ARLINGTON, Va.—A quarter of the American workforce must get a permission slip, or “occupational license,” from the government to legally work in their chosen occupations. These costly and time-consuming requirements ostensibly serve to provide better service. But an Institute for Justice study released today, “Raising Barriers, Not Quality: Occupational Licensing Fails to Improve Services,” finds no evidence that licensing raises quality and some evidence that it can reduce it.
“Licensing proponents argue occupational licenses make consumers better off by screening out workers likely to provide inferior service,” said IJ Senior Director of Research Dick Carpenter, an author of the study. “But our findings offer no reason to believe licensing, and progressively stricter forms of it, promotes safe, quality service.”
The new study compares consumer ratings for six types of service providers in neighboring states with differing licensing regimes. For four of the occupations examined, interior designer, locksmith, manicurist and tree trimmer, the study compares ratings in an unlicensed state with those in a bordering licensed one. For the other two occupations, barber and cosmetologist, both licensed in every state, it compares ratings in bordering states with more and less burdensome licensing requirements. In all, the study examines nine sets of state pairings across the six occupations. To ensure an apples-to-apples comparison, it focuses on service providers located near state borders.
Key findings include:
- In eight of the nine comparisons, the study finds no statistically significant difference in consumer ratings between licensing regimes. So, for example, reviews for cosmetologists in Connecticut were no better than those for cosmetologists in New York, even though Connecticut requires 1,500 hours of schooling compared to 1,000 hours in New York.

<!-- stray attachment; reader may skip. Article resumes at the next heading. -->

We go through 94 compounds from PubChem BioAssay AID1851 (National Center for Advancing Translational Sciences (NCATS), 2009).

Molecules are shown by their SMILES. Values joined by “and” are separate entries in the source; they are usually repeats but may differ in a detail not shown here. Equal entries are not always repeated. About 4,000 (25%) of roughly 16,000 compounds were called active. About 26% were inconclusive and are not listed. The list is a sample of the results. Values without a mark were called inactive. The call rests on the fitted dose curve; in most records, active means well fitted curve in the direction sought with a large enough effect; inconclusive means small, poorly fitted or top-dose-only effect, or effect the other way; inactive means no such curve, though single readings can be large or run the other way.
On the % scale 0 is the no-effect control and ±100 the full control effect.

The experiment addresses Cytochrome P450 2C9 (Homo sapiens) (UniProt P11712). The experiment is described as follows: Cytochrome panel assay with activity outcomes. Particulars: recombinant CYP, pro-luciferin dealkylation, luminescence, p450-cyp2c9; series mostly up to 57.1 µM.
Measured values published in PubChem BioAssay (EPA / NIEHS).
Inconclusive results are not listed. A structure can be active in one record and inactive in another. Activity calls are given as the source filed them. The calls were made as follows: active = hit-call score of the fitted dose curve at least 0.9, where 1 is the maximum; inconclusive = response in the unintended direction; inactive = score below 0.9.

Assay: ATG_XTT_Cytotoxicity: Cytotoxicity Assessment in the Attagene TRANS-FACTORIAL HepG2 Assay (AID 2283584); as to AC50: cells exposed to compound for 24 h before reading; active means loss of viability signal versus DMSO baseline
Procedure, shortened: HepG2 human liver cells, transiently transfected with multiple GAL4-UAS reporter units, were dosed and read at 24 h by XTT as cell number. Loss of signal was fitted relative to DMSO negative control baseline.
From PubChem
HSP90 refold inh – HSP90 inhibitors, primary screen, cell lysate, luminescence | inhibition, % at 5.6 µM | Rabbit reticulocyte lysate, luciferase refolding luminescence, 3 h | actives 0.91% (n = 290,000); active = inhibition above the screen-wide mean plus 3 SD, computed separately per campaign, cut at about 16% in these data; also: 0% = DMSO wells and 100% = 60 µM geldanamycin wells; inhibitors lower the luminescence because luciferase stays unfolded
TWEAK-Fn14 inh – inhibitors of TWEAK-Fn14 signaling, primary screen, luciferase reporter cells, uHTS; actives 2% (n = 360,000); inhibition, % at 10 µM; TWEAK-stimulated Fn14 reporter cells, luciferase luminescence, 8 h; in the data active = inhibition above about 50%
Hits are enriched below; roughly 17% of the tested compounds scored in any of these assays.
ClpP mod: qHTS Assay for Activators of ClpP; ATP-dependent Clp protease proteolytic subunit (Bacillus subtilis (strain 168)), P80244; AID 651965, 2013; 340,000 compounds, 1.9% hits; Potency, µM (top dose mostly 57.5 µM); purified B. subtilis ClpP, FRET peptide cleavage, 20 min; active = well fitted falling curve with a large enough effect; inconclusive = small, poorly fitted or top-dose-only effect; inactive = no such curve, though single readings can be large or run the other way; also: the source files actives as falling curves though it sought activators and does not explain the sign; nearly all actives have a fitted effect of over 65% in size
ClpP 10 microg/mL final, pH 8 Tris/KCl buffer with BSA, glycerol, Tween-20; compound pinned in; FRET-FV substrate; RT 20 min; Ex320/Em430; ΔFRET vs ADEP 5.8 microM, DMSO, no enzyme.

- In the one statistically significant comparison, tree trimmer quality was higher in unlicensed Virginia than in licensed Maryland.
“There are a few possible reasons licensing might not guarantee safer, higher quality services,” Carpenter argues. “First, ordinary market incentives may be doing the work on their own. Second, sometimes licensing requirements don’t actually match what it takes to do the job well. Finally, steep requirements can also deter people who would do a good job from entering the field.”
The study’s results give little reason to believe licensing improves service quality. And the findings are consistent with a long line of research examining occupations well beyond those IJ studied.
“Given this research, as well as ample evidence of licensing’s negative economic effects, policymakers should take steps to rein in licensing’s reach and burdens, not just among these six occupations, but beyond,” said IJ Senior Legislative Counsel Lee McGrath.”
In addition to defending workers subject to unnecessary licenses, IJ has developed model legislation—the Occupational Licensing Review Act—legislators can use to enact sunrise and sunset reviews that effectively balances public safety and economic opportunity. Previous IJ research on occupational licensing has revealed the crushing amount of beauty school debt taken on by people seeking cosmetology licenses, the economic costs of licensing, as well as the breadth and burdens of occupational licenses for 102 lower-income occupations nationwide.